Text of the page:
When Michael Clapp (’09) learned to sew his merit badges onto his Boy Scout sash, he didn’t know his skills would one day pay off by helping fund cancer research.
“My mother taught me and my sister to sew when we were kids,” he says. Although his sister, Aerli Austen, developed a love of making dresses, she became an actress and film producer. Clapp’s passion turned to architectural design. He earned a degree in architecture from UT and went back home to work in North Carolina.
Then his mom, Barbara, gave him a new take on the design principle: form follows function. It took him back to the family sewing machine to fill a need with a new type of design.
Barbara was battling lung cancer. As she sat in chilly chemotherapy rooms with cold medicine coursing through her, she decided that patients really needed a new type of garment. It would do more than keep them warm. Barbara’s garment would create a dignified treatment process, giving caregivers easy access to a patient’s treatment ports and eliminating the need to remove clothing or reposition it. She even imagined the profits from the garment sales going to cancer research.
Clapp and his sister began altering some of their mom’s clothing to see if they could produce the effects she described. “She’d say, ‘Could you put a zipper in the sleeve?’ and we would go to the sewing machine and put one in,” he says.
Unfortunately, Barbara “did not get the chance to see many of the prototypes that we would eventually end up creating,” Michael says. “Her lung cancer was very aggressive at the end, and it was not long after we sewed the initial zippers into some of her existing sweatshirts that she was no longer with us.”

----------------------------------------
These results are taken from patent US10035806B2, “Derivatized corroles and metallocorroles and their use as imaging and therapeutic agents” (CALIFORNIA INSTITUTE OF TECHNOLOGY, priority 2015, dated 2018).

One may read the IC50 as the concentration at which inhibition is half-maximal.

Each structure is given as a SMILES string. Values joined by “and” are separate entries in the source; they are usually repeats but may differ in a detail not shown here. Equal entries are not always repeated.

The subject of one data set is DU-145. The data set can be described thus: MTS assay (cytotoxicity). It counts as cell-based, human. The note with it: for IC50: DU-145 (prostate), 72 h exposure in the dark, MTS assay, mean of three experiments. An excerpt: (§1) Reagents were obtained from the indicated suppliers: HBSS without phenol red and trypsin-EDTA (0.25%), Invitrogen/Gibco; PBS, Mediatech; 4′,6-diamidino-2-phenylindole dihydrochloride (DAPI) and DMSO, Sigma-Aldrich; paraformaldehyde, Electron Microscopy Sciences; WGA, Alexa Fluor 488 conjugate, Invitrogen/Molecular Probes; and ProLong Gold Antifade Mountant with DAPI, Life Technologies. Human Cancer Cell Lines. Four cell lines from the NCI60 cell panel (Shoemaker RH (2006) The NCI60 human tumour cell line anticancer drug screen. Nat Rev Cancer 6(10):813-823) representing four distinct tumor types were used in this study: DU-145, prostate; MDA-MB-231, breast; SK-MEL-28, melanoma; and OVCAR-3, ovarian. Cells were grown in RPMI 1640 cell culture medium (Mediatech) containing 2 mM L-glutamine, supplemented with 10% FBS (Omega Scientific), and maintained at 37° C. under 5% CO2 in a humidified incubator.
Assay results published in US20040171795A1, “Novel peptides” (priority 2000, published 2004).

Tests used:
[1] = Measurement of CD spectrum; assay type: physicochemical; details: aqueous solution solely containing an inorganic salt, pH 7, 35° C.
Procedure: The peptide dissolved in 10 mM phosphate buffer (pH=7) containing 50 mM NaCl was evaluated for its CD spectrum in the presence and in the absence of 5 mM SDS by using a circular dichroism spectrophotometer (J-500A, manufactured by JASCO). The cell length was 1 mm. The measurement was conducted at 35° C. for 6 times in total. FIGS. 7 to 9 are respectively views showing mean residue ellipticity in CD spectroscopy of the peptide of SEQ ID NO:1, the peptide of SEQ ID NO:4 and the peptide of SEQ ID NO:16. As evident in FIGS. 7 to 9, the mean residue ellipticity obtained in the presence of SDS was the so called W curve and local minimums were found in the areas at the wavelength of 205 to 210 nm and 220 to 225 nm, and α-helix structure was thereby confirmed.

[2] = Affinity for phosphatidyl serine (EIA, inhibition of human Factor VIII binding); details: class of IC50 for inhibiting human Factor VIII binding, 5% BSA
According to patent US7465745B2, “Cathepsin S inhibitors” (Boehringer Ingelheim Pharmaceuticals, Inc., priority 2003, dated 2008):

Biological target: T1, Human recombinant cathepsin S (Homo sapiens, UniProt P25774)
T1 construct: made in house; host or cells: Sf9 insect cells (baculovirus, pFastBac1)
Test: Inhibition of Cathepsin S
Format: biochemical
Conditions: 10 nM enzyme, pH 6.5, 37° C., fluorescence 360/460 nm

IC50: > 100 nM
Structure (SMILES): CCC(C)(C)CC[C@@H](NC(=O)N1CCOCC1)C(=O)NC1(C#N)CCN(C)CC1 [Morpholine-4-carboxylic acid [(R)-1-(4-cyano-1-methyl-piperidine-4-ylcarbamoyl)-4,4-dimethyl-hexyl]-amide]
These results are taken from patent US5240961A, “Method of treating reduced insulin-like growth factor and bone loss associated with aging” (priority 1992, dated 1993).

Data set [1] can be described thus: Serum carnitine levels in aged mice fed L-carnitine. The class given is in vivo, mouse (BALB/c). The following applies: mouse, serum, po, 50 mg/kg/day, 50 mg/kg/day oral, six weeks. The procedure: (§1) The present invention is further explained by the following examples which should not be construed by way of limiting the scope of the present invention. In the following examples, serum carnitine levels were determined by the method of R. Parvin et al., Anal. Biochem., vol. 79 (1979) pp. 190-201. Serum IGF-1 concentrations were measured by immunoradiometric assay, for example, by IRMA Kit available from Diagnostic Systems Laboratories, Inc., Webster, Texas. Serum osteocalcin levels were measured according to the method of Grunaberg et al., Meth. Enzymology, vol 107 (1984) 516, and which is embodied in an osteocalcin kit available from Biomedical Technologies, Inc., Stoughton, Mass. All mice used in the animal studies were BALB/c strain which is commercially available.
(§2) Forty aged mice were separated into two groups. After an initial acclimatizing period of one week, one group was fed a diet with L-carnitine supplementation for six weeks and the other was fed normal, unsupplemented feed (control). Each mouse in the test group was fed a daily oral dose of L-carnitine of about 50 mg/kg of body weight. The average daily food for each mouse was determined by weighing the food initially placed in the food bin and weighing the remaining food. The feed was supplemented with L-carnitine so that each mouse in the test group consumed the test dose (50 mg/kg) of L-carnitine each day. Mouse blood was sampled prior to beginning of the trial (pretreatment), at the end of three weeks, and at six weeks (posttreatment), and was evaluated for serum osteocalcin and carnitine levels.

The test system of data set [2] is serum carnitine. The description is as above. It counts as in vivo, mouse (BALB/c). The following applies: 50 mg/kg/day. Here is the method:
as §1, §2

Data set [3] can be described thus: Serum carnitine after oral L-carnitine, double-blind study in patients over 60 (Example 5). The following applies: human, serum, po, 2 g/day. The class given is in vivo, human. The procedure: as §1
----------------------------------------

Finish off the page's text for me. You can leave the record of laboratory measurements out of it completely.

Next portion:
Determined to turn her idea into reality, the siblings founded One Day Apparel. They took the name from Barbara’s philosophy of living one day at a time and used a bird in the logo because she loved to watch birds at her feeder.
Clapp and his sister created “countless prototypes looking at functionality and comfort” to produce the specialty garment their mom envisioned. “It was a fun challenge,” he admits. “The seams were intricate and sometimes they caused design problems.”
It took a year and a half of work with help from a patternmaker, a textiles company, and a garment production firm to begin selling their finished product. It’s a light, soft pullover sweater with zippers and buttons that allow treatment port access.
“Now that we have the specialty garment, we hope to use the sales to be self-sustaining,” Clapp explains. One Day continues to sell T-shirts in several styles, along with a line of accessories the designer AustenA created after learning their story.
They also want to attract more supporters of cancer patients as they grow their outreach. “It would be wonderful to see two people walking down the street wearing these garments and not know if one is a patient or neither are patients, but rather that they support this common cause,” he says. “The foundation is to help support finding a cure. Whoever makes a purchase, the money will go toward research.”
As One Day’s profits increase, they plan to add several donation partners. They chose their current partner, St. Baldrick’s Foundation, because of the charity’s involvement in the life-saving surgery of a good friend with a brain tumor. “My mom knew him,” Clapp says. “It was appropriate.”
Thanks to those childhood lessons from his mom, Clapp and his sister have helped create a clothing design that is transforming lives and launched a business to support it. Although they sorely miss her being part of their growing success, Clapp says his mom “would be very proud to see how far we’ve come today!”